President Trump’s Lawyer: Not Aware Of Any Investigation

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Shortly after some of Donald Trump’s accusers called for a congressional investigation into their claims of sexual harassment and assault, a group of Democratic lawmakers called on the House Committee on Oversight and Government Reform to look into their claims.

But with Republicans controlling both the houses of Congress—plus the executive branch of government—the chances for a Congressional inquiry already appear slim:  the committee’s chairman, Representative Trey Gowdy (R-S.C.) shot down the request almost immediately, referring it to the Department of Justice, over which Trump has oversight.

The decision, according to Politico, doesn’t sit well with Democrats, including the committee’s ranking Democrat Rep. Elijah Cummings (D-Md.), who said sexual harassment allegations against the president are within the committee’s purview.

Two Democratic lawmakers tried another route on Wednesday, calling on the U.S. Office of Government Ethics to investigate the claims of Trump’s sexual misconduct by 19 women.

But the office’s former head, Walter Shaub, wrote in a tweet that while he shares “the frustration” of those in Congress “over the lack of investigation into serious allegations against” Trump, the office is not—nor should be—an investigative office.

I share the frustration of these Members of Congress over the lack of investigation into serious allegations against POTUS, but OGE is not (& should not be) an investigative agency. This investigation should happen, but under our Constitution, it should be conducted by Congress.

— Walter Shaub (@waltshaub) December 14, 2017

“This investigation should happen,” Shaub wrote, “but under our Constitution, it should be conducted by Congress.”

Norm Eisen, an attorney who served as ethics chief for the Obama White House, says that Democrats on the Oversight committee can look at the allegations “on their own, though they do not have formal power to hold an official hearing or issue an official report absent majority (Republican) consent.”

There are other House and Senate committees that could look into the matter, says Eisen, calling Gowdy’s referral to the Justice Department “all the more reason” for the DOJ to take up the matter.

But with Republicans in power, an investigation by the Republican-controlled Congress and Justice Department “will be politicized,” says Richard Painter, the former George W. Bush White House Chief Ethics lawyer.

Painter forsees that if there were a Congressional or Department of Justice investigation into Trump’s alleged sexual misconduct, Republicans would demand that all members of the House and Senate be investigated for behavior related to sexual harassment prior to taking office.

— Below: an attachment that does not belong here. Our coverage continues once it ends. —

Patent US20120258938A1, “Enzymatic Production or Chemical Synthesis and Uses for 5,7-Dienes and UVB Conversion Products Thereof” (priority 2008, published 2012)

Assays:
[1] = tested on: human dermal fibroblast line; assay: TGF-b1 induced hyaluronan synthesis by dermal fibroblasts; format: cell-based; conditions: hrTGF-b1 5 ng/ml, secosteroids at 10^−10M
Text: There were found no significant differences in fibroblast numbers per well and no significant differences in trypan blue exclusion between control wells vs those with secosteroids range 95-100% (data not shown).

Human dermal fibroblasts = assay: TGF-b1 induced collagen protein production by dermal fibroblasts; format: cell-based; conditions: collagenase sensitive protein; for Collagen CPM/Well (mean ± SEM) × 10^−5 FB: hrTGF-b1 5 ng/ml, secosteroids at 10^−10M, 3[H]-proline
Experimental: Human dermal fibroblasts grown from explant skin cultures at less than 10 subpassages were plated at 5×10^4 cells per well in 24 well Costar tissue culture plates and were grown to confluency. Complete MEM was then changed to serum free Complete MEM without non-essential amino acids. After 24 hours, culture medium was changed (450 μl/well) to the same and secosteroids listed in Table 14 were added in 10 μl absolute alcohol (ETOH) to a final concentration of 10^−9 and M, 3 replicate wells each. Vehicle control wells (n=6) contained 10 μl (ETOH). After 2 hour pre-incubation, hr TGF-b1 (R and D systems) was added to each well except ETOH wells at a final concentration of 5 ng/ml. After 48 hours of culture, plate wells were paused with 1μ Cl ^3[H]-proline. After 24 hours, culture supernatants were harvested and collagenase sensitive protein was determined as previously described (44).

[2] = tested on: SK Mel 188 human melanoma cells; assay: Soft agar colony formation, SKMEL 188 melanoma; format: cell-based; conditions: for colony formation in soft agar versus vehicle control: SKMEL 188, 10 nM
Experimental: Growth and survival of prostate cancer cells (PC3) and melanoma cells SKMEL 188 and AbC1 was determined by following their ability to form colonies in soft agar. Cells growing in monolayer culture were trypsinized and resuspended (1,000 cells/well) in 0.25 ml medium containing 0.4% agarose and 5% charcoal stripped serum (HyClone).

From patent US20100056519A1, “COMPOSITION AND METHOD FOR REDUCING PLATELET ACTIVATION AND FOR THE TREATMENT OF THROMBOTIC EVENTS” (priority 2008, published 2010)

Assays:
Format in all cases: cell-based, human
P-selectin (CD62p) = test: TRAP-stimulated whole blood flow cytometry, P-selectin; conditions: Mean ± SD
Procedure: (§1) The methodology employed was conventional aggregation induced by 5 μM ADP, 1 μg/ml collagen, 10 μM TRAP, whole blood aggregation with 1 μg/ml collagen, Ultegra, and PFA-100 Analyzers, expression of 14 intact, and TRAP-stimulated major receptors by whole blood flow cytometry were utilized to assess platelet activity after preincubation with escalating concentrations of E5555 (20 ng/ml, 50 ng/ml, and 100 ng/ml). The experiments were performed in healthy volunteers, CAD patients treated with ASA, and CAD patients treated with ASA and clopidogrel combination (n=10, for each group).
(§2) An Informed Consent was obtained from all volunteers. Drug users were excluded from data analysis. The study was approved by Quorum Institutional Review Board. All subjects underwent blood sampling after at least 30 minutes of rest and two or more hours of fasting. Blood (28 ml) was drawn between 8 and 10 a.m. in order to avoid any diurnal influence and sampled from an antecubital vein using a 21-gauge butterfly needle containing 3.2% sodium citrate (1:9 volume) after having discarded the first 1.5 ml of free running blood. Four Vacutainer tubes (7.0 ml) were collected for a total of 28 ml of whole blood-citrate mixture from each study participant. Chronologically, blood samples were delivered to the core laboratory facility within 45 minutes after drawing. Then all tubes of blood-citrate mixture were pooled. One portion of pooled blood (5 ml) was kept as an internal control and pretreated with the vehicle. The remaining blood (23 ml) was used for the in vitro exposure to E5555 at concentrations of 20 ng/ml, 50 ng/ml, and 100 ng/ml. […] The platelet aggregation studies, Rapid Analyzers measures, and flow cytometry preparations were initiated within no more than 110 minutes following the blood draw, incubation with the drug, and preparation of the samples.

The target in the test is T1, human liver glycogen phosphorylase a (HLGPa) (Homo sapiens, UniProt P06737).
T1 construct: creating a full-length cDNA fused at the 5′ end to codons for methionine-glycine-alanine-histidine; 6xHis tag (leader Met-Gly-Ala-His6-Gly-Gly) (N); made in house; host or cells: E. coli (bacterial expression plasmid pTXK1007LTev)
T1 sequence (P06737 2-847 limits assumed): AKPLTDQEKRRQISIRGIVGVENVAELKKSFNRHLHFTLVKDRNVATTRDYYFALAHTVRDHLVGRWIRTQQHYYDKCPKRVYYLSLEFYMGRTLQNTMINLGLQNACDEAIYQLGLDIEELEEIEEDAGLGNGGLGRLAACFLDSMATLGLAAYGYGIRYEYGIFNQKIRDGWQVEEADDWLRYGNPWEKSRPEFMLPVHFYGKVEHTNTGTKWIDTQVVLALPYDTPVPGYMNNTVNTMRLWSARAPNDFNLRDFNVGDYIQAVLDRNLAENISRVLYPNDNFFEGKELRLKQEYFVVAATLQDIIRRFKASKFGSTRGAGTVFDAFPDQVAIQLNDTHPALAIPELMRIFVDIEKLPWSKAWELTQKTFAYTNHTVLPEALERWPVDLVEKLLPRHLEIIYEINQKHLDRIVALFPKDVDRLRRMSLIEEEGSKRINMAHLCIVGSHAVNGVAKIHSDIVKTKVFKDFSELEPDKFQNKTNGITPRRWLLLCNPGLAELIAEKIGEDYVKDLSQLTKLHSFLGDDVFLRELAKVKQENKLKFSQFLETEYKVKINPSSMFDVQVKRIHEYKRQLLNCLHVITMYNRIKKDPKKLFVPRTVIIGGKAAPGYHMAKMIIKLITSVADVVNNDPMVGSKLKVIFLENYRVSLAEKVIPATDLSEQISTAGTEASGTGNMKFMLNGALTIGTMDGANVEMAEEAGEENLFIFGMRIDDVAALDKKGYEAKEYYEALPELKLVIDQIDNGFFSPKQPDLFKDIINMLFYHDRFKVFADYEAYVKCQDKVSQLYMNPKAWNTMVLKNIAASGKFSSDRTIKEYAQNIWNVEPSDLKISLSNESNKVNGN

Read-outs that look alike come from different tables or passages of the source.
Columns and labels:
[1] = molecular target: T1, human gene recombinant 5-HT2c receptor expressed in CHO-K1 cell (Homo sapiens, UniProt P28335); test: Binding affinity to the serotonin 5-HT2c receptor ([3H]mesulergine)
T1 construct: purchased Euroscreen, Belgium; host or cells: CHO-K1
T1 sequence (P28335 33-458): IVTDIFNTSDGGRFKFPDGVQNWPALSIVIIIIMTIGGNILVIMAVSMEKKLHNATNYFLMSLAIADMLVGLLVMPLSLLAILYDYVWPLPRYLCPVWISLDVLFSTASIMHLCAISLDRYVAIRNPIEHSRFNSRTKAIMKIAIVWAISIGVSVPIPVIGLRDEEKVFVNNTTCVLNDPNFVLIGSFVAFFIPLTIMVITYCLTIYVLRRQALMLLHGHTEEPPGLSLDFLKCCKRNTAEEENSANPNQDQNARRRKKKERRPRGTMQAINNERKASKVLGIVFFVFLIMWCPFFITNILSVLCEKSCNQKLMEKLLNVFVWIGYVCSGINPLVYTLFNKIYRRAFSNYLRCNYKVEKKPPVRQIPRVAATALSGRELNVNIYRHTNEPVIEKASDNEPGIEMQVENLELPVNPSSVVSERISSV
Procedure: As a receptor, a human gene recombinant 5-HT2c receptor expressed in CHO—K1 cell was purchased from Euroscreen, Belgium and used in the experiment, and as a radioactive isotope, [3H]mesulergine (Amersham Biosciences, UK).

“I think the Democrats are walking into a hornets nest,” Painter says.

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Democrats may have to win back power before a proper investigation of any kind is undertaken. “I am sure if Congress was not in the thrall of President Trump’s own party — which has shown a repeated propensity not to hold him accountable — there would be a congressional investigation that’s appropriate and proper,” says Eisen.

Painter believes in Trump’s case, “the judicial process is the appropriate form of investigation of conduct prior to taking office” and cites the defamation lawsuit filed against Trump by former Apprentice contestant Summer Zervos.

Trump called Zervos a liar after she went public with allegations that he began kissing her very aggressively and put his hand on her breast without her consent in 2007.

The lawsuit, notes Painter, could lead to depositions of Trump under oath, and if he lies, it could be grounds for impeachment, as it was for President Bill Clinton when he lied about his sexual relations with Monica Lewinsky.

Democrats, says Painter, have a much better chance of bringing about a successful investigation into Trump regarding issues involving abuse of executive power while he has been in office — including threats to the first amendment, Russian collusion, obstruction of justice, and violating the emoluments clause.

“If at some point they want to have the women come forward, it’s indicative of his character,” Painter says.

If there were a congressional investigation into Trump’s alleged sexual harassment and assault, what would it mean for the accusers?

Eisen says remedies could range from fact-findings all the way up to impeachment.

“At a minimum if they found the women’s claims were true and Trump was falsely denying them, they could make recommendations on how to remediate the hostile work environment,” says Eisen. “For example Trump should not be meeting alone with women, there should a chaperone.”

Eisen says that Trump’s and the White House’s continued denial of the women’s claims — including White House spokeswoman Sarah Huckabee Sanders’ issuing a list of faulty “eyewitnesses” to dispute Trump’s accusers — “are very serious legal violations.”

“The Senate and House findings in that regard could go up to the constitutional remedy” of impeachment, he says.

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